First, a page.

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I understand that rel="nofollow" is a safe way to link to external sites but why would Wikipedia refuse to link to other sites without the nofollow?

Is this a matter of trust with the community?

Wouldn't there be something good in SEO for Wikipedia if they used follow links for trusted sources?

See example below: enter image description here

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One of the ways search engines determine what Google calls “PageRank” is by the number of incoming links, with more weight given to sites with high page-ranks (NB: I will use this term as the generic word to mean how a search engine prioritises how the results are displayed).

This has resulted in so-called “link spam” where multiple sites have been created for the purpose of linking from them to try and boost the page-rank of the linked site.

Since Wikipedia is one of the most highly ranked sites on the internet, and it allows anyone to create links from there, it would be a ideal place for people to create pages and links for the sole purpose of boosting their site’s page-rank.

By enforcing “nofollow” tags, it tells the search engines that these links are worthless when it comes to considering their value to the linked site. This means the incentive to fill Wikipedia with link-spam is basically eliminated.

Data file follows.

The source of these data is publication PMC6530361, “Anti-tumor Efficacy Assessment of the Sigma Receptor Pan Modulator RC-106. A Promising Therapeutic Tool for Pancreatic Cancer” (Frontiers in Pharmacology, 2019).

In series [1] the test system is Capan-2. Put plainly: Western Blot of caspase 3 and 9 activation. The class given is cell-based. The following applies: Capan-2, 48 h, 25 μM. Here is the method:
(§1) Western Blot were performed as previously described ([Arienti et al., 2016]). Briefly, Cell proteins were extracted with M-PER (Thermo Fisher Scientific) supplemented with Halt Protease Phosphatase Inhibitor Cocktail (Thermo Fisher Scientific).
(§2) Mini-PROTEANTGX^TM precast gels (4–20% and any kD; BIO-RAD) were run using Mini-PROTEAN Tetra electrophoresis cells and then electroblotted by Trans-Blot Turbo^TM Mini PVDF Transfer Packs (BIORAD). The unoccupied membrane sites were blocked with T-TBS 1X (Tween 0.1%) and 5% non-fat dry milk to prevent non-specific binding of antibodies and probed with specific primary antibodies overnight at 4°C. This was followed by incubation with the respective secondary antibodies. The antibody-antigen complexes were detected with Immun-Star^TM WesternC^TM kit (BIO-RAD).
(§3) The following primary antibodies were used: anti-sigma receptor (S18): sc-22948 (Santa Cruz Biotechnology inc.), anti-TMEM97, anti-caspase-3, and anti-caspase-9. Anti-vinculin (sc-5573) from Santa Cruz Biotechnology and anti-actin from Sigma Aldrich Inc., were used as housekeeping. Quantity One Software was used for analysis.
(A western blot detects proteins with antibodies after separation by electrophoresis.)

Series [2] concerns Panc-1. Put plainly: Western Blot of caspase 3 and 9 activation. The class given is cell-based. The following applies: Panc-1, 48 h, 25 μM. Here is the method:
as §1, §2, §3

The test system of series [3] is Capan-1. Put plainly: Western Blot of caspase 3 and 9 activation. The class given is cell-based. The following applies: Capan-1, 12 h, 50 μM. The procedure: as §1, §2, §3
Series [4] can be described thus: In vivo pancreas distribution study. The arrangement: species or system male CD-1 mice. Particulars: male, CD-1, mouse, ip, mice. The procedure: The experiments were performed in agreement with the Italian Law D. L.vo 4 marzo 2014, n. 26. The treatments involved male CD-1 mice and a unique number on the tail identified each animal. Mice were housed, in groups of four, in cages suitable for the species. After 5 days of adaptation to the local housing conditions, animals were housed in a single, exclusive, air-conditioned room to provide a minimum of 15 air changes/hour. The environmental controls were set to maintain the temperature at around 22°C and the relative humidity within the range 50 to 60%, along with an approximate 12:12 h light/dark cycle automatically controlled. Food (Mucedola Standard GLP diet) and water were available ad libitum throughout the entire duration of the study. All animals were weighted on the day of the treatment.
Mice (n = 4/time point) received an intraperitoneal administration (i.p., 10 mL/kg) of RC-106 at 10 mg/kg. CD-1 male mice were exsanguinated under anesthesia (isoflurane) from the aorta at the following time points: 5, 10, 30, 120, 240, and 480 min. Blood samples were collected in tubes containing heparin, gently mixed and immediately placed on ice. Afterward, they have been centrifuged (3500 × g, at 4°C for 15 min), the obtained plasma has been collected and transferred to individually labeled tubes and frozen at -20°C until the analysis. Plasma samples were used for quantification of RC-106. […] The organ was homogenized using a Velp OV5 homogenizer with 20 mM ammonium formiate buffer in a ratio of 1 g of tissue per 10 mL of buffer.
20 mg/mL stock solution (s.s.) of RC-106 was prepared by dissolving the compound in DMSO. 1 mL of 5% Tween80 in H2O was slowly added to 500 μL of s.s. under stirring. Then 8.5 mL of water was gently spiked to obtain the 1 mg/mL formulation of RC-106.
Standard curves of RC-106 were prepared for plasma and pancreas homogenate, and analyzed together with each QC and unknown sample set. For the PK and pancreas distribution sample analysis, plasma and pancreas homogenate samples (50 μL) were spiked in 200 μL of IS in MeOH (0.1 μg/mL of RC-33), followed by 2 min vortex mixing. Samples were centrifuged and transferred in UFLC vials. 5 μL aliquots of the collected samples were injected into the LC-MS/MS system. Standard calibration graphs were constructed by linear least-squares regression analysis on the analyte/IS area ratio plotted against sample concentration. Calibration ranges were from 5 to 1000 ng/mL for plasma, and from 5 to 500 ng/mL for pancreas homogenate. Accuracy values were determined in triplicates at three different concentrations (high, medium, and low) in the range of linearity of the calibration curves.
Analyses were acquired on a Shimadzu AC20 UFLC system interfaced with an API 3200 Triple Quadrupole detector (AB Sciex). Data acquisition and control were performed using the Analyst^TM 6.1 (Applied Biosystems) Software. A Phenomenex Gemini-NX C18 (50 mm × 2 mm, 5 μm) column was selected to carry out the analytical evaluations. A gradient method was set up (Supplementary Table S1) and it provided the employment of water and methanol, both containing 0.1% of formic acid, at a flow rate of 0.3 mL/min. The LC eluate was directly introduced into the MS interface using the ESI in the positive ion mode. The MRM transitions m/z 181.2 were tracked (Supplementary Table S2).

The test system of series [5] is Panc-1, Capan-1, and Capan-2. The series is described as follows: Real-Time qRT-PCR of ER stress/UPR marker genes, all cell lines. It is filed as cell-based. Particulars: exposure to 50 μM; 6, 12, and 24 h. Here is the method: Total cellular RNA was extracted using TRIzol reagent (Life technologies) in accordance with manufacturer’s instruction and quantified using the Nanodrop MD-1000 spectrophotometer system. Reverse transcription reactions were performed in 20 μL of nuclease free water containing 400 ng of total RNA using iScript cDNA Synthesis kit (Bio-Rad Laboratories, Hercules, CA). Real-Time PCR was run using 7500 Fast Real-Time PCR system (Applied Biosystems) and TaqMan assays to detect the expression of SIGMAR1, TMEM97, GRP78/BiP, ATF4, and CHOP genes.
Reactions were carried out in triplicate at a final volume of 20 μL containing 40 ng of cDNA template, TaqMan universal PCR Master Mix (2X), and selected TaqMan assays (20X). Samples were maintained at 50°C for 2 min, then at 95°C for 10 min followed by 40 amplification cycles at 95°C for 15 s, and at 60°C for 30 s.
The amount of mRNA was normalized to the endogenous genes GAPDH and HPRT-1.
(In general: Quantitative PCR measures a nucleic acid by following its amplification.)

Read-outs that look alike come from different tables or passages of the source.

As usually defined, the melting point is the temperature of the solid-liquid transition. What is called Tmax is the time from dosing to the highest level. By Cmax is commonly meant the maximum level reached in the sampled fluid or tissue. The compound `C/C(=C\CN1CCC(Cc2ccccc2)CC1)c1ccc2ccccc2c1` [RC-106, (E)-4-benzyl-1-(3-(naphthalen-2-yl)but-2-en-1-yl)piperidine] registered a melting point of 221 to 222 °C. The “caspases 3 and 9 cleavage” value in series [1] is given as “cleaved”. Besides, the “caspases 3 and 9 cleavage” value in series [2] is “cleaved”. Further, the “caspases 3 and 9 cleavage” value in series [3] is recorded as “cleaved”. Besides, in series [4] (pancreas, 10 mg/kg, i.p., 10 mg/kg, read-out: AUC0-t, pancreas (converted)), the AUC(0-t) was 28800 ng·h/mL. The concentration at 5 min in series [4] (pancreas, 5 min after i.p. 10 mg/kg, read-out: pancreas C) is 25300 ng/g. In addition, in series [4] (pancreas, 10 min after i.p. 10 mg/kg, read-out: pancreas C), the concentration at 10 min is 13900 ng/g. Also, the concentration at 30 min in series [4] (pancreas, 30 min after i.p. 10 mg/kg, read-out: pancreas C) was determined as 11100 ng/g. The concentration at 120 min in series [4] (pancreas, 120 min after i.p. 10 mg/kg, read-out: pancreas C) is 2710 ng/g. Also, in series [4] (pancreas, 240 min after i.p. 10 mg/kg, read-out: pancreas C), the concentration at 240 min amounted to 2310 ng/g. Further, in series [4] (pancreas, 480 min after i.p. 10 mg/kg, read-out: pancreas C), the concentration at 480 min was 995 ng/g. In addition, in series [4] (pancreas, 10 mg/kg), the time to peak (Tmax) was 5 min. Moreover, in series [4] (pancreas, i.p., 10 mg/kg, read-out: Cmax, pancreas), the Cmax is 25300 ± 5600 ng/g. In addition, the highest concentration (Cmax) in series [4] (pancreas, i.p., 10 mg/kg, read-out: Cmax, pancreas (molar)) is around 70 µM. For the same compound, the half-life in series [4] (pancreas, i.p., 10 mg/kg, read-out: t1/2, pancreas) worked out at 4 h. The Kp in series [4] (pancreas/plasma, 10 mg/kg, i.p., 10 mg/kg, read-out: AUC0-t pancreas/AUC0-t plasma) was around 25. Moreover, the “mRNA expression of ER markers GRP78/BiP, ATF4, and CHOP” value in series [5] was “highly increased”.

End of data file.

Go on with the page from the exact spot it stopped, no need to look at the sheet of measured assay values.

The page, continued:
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    Correct. On the other hand, it also gives an excuse for Wikipedia not to pass on ranking to their sources which are arguably important to the credibility of Wikipedia. – Itai Jan 17 '18 at 18:55
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    Not sure “excuse” is the right word here. I don’t think WP is deliberately trying to stiff their sources. I believe that it is a consequence of the solution to one problem creating a new problem. Unless there is a way to prevent link-spam in source links, I think it’s just part of the compromise we have to make to mitigate the prevalence of link spam site-wide. – Dwev Jan 17 '18 at 19:03
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    Maybe I’m missing something. It’s serving their millions of daily visitors to not provide bad pages full of link spam. As a user, I’m grateful for that. If link spam had to be manually moderated by editors, they wouldn’t have time to do anything else, and WP would just become another link farm... what am I missing? – Dwev Jan 17 '18 at 19:10
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    They could remove nofollow for links that have stayed on WP for a significant time - if they weren’t removed they’re likely not spam. SO and Reddit do this using upvotes as a measure. – DisgruntledGoat Jan 18 '18 at 10:49
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    @DisgruntledGoat While that seems like a good solution, I'd expect blackhat SEO vendors to quickly start buying commonly-linked domains or paying their owners. – ceejayoz Jan 18 '18 at 13:50
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There's a couple of reasons why any website (including Wikipedia) that welcomes user content today would make links as no-follow.